What am I doing wrong?

  1. 0
    I am a male nursing student about to graduate in a few weeks.

    I have a 3.3 GPA, strong letters of recommendation from every instructor, a well demonstrated strong work ethic, get along very well with everyone, etc but I cannot find a job.

    Not even a nibble.

    No one Ive spoken to seems interested whatsoever in hiring me.


    When I did my preceptorship, I was told by over a dozen nurses to apply for that department. They told me I was the person they would want to work with, etc.

    I took a resume to the department manager and she seemed completely disinterested in me.

    She told me they had no openings, although I already knew they were about to have several due to imminent transfers.

    That encounter with her was from my viewpoint so negative, that when I got back from lunch I found myself checking the wastebaskets for my resume.


    I have asked for advice from several people and the general consensus is it isn't what you know, or how you work, but who you know.

    From talking to the other students in my class, in every case where one of them has a job offer, or is going to interviews, they knew someone (by their own admission) who go the ball rolling for them.


    I knew financially it would be hard to get through nursing school, but I did it.

    I just don't want to be sitting here waiting on a call in three months. I want to be working.



    Any constructive advice would be greatly appreciated.
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  3. 13 Comments so far...

  4. 0
    It might be that you are not doing anything wrong. It might just be that jobs for new graduates are very scarce in your area. In some communities, the number of new graduates far exceeds the open spots -- resulting in a situation in which even the best students are having trouble finding a job. In short, it might be a lot less about YOU and more about the specifics of your local job market.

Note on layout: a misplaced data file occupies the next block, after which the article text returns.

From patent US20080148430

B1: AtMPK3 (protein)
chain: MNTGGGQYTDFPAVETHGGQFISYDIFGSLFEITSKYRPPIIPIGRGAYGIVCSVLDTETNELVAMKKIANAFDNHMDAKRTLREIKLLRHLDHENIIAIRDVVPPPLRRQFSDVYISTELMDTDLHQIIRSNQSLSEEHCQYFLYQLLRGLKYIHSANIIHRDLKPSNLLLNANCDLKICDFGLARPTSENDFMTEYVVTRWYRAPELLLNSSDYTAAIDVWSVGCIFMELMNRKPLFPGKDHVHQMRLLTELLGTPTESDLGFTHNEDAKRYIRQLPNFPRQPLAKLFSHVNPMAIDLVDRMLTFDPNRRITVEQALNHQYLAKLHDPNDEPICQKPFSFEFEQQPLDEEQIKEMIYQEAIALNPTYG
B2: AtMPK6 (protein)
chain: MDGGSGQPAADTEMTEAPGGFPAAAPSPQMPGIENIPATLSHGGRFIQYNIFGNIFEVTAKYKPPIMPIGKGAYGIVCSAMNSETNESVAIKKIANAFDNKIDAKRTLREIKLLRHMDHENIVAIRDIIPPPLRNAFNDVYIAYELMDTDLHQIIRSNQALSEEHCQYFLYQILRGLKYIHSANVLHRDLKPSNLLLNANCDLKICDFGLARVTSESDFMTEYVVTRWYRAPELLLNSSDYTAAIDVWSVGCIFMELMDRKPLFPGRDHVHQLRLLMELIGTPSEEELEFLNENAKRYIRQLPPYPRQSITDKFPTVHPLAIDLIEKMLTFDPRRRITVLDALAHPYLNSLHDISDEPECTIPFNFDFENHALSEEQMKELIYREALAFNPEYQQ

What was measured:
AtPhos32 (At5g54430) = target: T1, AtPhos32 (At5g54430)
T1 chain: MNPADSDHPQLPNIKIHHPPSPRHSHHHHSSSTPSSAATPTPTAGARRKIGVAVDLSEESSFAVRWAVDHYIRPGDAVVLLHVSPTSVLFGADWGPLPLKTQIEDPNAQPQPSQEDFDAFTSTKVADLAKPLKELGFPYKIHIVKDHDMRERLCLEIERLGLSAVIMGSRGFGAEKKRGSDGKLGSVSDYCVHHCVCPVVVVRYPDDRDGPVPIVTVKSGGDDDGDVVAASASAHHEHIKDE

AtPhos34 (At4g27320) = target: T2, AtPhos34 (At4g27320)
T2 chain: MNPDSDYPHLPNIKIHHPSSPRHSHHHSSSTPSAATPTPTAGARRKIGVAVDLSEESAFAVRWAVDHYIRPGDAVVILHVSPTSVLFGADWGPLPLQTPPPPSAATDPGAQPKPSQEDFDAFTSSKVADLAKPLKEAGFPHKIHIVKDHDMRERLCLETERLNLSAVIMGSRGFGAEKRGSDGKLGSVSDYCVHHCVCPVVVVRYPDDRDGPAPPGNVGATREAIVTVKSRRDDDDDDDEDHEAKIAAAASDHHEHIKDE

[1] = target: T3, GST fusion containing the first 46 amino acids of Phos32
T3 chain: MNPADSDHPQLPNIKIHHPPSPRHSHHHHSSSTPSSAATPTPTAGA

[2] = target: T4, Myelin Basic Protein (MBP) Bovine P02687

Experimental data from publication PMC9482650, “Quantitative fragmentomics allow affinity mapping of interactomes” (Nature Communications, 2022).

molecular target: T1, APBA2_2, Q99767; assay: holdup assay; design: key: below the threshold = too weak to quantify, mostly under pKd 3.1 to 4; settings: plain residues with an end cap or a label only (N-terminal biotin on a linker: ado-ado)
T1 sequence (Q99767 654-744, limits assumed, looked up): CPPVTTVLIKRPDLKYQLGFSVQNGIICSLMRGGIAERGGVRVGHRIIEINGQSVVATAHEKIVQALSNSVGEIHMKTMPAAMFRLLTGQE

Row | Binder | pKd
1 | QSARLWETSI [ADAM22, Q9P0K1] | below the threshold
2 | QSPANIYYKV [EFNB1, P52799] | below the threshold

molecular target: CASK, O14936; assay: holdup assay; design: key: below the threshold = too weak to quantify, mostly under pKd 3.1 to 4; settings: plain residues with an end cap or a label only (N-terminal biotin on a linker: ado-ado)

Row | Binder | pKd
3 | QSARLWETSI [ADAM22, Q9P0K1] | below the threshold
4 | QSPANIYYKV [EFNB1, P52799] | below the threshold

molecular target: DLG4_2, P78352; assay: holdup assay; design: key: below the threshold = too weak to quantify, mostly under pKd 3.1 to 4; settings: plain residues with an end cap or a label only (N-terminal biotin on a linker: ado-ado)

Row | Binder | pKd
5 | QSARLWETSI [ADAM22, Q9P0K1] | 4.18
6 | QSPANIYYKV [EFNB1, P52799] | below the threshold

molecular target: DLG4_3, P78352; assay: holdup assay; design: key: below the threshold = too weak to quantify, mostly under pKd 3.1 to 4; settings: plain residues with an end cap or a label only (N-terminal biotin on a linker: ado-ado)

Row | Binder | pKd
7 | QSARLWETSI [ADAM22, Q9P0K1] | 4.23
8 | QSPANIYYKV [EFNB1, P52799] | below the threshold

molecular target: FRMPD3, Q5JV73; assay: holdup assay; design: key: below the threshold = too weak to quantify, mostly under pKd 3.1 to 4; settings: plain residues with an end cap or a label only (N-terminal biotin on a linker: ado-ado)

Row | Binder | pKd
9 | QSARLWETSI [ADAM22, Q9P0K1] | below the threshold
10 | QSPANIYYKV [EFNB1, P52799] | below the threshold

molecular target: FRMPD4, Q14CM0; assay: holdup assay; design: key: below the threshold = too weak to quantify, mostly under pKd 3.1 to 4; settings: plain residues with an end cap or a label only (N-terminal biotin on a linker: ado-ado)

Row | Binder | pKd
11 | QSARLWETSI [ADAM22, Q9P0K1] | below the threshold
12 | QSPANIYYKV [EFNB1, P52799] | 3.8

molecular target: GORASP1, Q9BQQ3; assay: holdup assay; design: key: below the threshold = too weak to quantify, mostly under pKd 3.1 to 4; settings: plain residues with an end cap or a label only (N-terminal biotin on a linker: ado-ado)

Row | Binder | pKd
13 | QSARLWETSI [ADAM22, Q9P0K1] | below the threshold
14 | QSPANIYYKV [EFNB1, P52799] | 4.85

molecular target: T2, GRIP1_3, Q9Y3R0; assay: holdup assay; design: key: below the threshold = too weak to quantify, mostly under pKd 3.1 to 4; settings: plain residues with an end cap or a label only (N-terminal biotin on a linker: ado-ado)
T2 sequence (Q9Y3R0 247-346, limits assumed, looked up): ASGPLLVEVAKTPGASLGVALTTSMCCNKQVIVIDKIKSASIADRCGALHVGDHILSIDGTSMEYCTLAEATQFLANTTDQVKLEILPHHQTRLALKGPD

You need to talk to some people who know the local job market and find out what is really happening in your region. Once you have a good sense of what is happening in your region, then you can make a plan to proceed.

    For example, it might be that certain hospitals are looking to hire experienced nurses only -- or only nurses with BSN's, etc. You need to know that kind of stuff before you waste a lot of time looking in the wrong direction. If "who you know" makes a difference, then you need to start getting to know the right people any way you can -- by attending local nursing group meetings, volunteering, introducing yourself, etc.

    But start by using step one of the nursing process: assess. Assess the specifics of the local job market ... then either plan a strategy that fits the particulars of your local market or plan to relocate.

    Good luck to you.
  5. 0
    Don't give up. The economy is terrible for all occupations not just nurses! Try getting some certifications? ACLS perhaps?
  6. 0
    What kind of patient care work experience do you have?
  7. 0
    Quote from 2ndyearstudent
    What kind of patient care work experience do you have?
    4 years as a Radiographer/CT tech/ Nuc Med Tech.
  8. 1